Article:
There are several options for serving notice of an adoption upon a birth father. One of these is providing notice through the Putative Father Registry. Under the law, this may involve merely mailing certain notices to him through certified mail, even if he never actually receives the notice.
I have major concerns about whether this provision violates the Consitutional right to due process of law.
Two recent cases, of which I am aware, have involved birth fathers claiming that their rights have been violated, even though the law was strictly complied with.
The Supreme Court of Virginia recently created a cause of action known as “Tortious Interference with Parental Rights.” This means that a lawyer and adoptive parents could be sued even if they have complied with the Putative Father Statute or pursued adoption under the laws of another state.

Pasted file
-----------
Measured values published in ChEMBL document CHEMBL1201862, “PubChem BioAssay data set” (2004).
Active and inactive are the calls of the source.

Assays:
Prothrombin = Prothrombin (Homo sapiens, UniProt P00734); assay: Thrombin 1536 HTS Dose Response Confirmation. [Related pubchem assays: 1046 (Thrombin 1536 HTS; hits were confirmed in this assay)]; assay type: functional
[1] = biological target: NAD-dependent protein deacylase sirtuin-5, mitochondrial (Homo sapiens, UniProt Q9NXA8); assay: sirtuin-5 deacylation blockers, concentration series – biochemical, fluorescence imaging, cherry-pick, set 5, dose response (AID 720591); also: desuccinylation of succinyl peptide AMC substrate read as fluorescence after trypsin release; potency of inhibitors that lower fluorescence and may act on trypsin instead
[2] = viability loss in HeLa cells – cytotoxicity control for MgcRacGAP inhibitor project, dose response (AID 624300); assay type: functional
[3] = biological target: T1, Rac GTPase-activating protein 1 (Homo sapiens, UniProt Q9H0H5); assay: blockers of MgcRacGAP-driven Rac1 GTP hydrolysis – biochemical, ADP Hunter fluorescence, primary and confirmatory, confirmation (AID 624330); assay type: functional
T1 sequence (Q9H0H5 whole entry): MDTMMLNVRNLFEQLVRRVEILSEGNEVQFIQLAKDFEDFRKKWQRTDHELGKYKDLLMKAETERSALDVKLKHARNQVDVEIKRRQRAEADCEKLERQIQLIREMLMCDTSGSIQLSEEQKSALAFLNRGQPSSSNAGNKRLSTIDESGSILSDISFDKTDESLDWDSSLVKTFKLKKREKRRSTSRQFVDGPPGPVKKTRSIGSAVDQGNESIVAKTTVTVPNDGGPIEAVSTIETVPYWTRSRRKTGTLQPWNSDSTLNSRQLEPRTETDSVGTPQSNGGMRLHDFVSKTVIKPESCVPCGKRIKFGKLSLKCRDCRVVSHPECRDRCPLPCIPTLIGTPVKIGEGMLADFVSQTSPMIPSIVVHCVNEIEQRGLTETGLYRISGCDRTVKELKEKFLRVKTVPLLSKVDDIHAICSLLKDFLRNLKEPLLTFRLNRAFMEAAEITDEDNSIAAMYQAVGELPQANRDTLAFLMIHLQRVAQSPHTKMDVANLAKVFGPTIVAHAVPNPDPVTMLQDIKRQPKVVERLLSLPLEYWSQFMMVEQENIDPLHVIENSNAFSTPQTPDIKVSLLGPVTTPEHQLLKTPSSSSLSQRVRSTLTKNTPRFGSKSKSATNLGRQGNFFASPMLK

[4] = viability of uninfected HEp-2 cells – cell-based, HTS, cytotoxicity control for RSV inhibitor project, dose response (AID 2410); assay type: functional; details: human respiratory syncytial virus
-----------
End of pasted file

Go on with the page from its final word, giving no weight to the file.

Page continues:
It is my belief that extra caution should be exercised to make sure that this cannot happen and the adoption itself is not in jeopardy.
The best way to do this is to serve notice upon the birth father in the traditional ways. This means serving him either in person or by posting if his address is known, or publishing notice in a newspaper if his address is not known.
The Putative Father Registry should also be searched and notice given of the Registry in accordance with the statute. But while most courts have not found any problems with relying upon the Registry alone, the few cases I mentioned are serious and deserve extra caution.